Steven Sperry‘s ambition to create art has been dominated by the impact the Pacific Island cultures have had on him. His first experience came whille serving an LDS mission to the Hawaiian Islands. This emotional and spiritual experience forged the foundation that lead him to seek his educational discipline at BYU-Hawaii. Studying under Rick Wells, Jan Fisher, A.L. Garside, Viliami Toluta‘u, and Mat Alisa has been a life altering experience. While attending BYU-Hawaii Steven received his B. A. degree in art. His major emphasis was 3D design with a minor emphasis in painting. He also received an associates degree from BYU Hawaii in graphic design.
Steven has worked with many artistic disciplines, but his true love has always been sculpture. Having ones' ideas and emotions develop in 3 dimensional space under the control of ones' own hands has given Steven great tranquility and gratification. When working out an idea Steven likes to use what he calls a “recipe” compressed of symbolism, form, and subject martial. He also likes to emphasize contrast with lose and tight textures.
Steven is married to Va‘epopua Fale and they have 6 children.
The Portuguese Gift to Hawaii is cast in bronze, as are all but one of the sculptures featured on this Web site. The artist performed all of the creative steps in this bronze artwork personally including the sculpting, molding, foundry casting, wax, slurry, and metal chasing. This is done to ensure that each edition of this unique fine art piece is of the utmost aesthetic quality.
This sculpture depicts an era when Portuguese immigrants settled in the Hawaiian Islands. They originated the ukulele. The ukulele has long formed one of the many unique sounds encountered in island culture. It is said to have evolved from the cacaquiho or the braguinha. Many aspects of the clothing depicted in this sculpture have also left their mark on modern island culture.
The artist chose this type of clothing for two reasons. Primarily, it is clothing worn by many of the people from the island of Madeira which is one the migration sources of Portuguese immigrants, but he also loves the way the negative area around the peace is shaped by the clothing. He feels that it gives more emotion but also adds to the male figure. In the process of creation the male figure was created “un-draped” and in detail to get the structure and gesture down. The clothing was then put on and given a heavy texture for more feeling as well as to contrast the detail, given the realistic look of the figure.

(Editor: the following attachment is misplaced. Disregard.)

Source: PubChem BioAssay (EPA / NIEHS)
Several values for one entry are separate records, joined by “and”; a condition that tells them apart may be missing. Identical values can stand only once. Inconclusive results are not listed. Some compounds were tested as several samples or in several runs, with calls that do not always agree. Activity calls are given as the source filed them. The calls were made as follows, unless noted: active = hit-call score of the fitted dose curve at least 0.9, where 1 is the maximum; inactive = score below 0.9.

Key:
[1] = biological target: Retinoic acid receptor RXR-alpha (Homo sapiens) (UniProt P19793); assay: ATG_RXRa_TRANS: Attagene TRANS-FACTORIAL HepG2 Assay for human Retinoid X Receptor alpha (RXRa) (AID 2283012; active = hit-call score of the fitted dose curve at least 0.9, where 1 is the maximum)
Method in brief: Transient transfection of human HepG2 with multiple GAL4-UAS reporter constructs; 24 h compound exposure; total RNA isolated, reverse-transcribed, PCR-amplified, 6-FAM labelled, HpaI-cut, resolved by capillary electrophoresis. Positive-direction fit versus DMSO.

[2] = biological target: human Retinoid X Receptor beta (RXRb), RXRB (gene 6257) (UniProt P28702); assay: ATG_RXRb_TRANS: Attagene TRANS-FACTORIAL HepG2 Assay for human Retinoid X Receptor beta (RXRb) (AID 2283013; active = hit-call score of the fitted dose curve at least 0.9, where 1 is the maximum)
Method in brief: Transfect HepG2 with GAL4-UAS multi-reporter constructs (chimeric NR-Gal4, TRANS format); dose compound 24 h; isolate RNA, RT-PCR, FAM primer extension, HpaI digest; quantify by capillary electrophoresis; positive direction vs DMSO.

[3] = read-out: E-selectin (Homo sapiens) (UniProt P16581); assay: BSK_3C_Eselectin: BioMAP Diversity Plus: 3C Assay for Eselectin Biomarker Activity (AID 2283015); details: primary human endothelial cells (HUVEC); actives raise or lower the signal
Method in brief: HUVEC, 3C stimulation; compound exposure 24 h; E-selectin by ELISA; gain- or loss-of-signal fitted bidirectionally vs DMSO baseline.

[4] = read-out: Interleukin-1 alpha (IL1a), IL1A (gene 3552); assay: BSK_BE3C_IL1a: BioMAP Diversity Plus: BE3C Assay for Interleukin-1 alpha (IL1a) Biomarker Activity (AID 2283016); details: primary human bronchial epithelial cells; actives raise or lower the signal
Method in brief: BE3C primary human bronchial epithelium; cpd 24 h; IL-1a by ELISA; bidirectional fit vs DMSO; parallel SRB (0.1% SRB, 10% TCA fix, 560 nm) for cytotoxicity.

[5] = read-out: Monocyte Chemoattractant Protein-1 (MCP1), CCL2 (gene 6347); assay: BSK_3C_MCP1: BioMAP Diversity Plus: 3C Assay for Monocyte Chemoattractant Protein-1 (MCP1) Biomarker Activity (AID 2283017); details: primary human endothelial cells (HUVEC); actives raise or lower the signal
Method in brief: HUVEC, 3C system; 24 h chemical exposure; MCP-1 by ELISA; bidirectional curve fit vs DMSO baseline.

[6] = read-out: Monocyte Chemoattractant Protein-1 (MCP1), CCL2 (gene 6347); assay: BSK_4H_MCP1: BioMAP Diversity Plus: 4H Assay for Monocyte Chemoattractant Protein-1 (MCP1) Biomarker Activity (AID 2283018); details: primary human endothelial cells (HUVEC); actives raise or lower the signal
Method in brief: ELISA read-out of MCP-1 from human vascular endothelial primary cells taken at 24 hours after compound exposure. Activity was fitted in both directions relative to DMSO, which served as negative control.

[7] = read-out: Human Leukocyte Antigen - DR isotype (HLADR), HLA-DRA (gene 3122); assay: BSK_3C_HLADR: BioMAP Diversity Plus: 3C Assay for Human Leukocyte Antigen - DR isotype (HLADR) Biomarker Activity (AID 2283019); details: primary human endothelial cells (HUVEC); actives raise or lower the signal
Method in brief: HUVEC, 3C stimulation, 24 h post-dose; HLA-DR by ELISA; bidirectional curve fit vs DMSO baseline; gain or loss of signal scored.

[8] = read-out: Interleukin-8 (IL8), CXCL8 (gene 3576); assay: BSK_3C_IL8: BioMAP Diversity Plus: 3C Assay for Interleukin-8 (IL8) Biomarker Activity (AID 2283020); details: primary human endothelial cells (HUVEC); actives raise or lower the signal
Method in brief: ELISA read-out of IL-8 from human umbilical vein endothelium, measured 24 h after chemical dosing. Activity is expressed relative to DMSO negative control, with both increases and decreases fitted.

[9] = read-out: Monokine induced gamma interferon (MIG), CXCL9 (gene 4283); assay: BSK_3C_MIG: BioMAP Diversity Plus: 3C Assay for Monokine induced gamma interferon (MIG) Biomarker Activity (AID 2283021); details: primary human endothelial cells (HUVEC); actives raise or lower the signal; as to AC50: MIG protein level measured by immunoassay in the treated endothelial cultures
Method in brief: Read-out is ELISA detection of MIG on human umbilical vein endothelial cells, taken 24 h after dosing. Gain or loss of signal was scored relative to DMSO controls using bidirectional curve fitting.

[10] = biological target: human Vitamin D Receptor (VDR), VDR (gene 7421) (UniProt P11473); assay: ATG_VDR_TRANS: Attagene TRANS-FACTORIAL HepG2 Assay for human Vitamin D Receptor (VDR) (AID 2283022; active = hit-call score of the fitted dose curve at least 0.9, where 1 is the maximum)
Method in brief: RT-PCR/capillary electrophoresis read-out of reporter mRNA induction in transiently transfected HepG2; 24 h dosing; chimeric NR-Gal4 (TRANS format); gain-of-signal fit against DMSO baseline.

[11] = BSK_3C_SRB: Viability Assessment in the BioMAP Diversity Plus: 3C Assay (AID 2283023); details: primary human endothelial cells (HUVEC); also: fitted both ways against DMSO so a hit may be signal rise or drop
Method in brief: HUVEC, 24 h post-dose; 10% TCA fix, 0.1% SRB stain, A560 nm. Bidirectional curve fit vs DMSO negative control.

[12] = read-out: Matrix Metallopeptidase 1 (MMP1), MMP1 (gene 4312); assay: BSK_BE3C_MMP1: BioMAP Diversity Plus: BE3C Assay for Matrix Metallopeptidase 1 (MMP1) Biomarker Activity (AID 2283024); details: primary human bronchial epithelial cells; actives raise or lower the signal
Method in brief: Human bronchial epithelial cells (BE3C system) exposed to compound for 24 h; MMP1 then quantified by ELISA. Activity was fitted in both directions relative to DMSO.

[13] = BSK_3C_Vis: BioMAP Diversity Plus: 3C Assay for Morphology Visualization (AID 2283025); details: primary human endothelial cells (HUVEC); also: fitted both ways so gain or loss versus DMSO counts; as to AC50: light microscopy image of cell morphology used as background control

The sculpture exhibits two different types of patina. The first features dominant browns with ample transparency exposing underlying bronze tones. It also includes light and dark shades of green that have been artfully laid into the textures to draw one's attention. The other patina, with stronger greens and more apparent, darker crevasses in the texture, represents how the bronze would gracefully and beautifully evolve were the island atmosphere allowed years to interact with it.
I conceived the Tonga Mounga Ki He Loto in my mind while attending BYU-Hawaii. I wanted to create something small that would yet evoke a sense of the monumental. This piece was prepared for sale in the gallery provided to BYU-H students by the Polynesian Cultural Center. Unfortunately, graduation occurred before this piece was finished.
The inspiration for this piece came from the Tongan saying "Tonga mounga ki he loto." which alludes to the fact that there are no mountains in Tonga to strengthen or prove one's abilities, hence the Tongan people must look inward to test and prove themselves. I believe that strength comes through sacrifice and by the power of opposition so I incorporated a Tongan legend about the origins of kava and the sugar cane plant into this sculpture. I wanted to emphasized the power of opposites as represented in the legend; the Tongan expression, if you will, of yin and yang.
The legend is: "One day the king of Tonga went fishing with his men. They did not catch anything and were hungry. They stopped at the remote island called 'Eueiki where a couple named Fevanga & Fefafa lived. They had an only daughter named Kava who had leprosy. Which is why the couple lived so far from the main islands.
From exhaustion, the King found shade under the Kape plant. There was a famine in the land and the Kape plant was the only food for the king and his men to eat. Not willing to aporch the king out of respect, the parants sacraficed and baked their daughter for food in an underground oven called an 'umu. After discovering this sacrifice, the king was deeply moved. He instructed the parents to bury their daughter's remains properly. They did so and two plants grew on the grave: a kava plant grew from the head and sugar cane grew from the feet."
How to reach Steven K Sperry
email adress: firstname.lastname@example.org
phone number: (801) 372-6435